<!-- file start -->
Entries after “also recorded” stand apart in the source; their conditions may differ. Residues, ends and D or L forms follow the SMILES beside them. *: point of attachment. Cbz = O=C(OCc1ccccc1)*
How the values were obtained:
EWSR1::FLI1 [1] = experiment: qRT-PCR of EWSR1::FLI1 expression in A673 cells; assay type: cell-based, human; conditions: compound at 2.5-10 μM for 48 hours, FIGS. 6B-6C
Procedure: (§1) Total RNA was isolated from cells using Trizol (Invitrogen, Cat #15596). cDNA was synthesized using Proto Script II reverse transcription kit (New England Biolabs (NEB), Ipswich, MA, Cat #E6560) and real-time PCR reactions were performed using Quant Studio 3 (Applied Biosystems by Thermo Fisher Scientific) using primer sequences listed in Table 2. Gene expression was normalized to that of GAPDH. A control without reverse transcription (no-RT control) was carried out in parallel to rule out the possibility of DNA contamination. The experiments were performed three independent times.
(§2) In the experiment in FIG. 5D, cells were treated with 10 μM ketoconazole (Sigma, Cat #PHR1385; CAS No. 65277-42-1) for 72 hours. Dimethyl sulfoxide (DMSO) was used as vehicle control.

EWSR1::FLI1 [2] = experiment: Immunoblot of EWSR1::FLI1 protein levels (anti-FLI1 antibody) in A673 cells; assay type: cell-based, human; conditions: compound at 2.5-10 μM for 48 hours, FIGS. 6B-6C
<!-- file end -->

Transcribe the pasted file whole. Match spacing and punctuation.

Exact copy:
Entries after “also recorded” stand apart in the source; their conditions may differ. Residues, ends and D or L forms follow the SMILES beside them. *: point of attachment. Cbz = O=C(OCc1ccccc1)*
How the values were obtained:
EWSR1::FLI1 [1] = experiment: qRT-PCR of EWSR1::FLI1 expression in A673 cells; assay type: cell-based, human; conditions: compound at 2.5-10 μM for 48 hours, FIGS. 6B-6C
Procedure: (§1) Total RNA was isolated from cells using Trizol (Invitrogen, Cat #15596). cDNA was synthesized using Proto Script II reverse transcription kit (New England Biolabs (NEB), Ipswich, MA, Cat #E6560) and real-time PCR reactions were performed using Quant Studio 3 (Applied Biosystems by Thermo Fisher Scientific) using primer sequences listed in Table 2. Gene expression was normalized to that of GAPDH. A control without reverse transcription (no-RT control) was carried out in parallel to rule out the possibility of DNA contamination. The experiments were performed three independent times.
(§2) In the experiment in FIG. 5D, cells were treated with 10 μM ketoconazole (Sigma, Cat #PHR1385; CAS No. 65277-42-1) for 72 hours. Dimethyl sulfoxide (DMSO) was used as vehicle control.

EWSR1::FLI1 [2] = experiment: Immunoblot of EWSR1::FLI1 protein levels (anti-FLI1 antibody) in A673 cells; assay type: cell-based, human; conditions: compound at 2.5-10 μM for 48 hours, FIGS. 6B-6C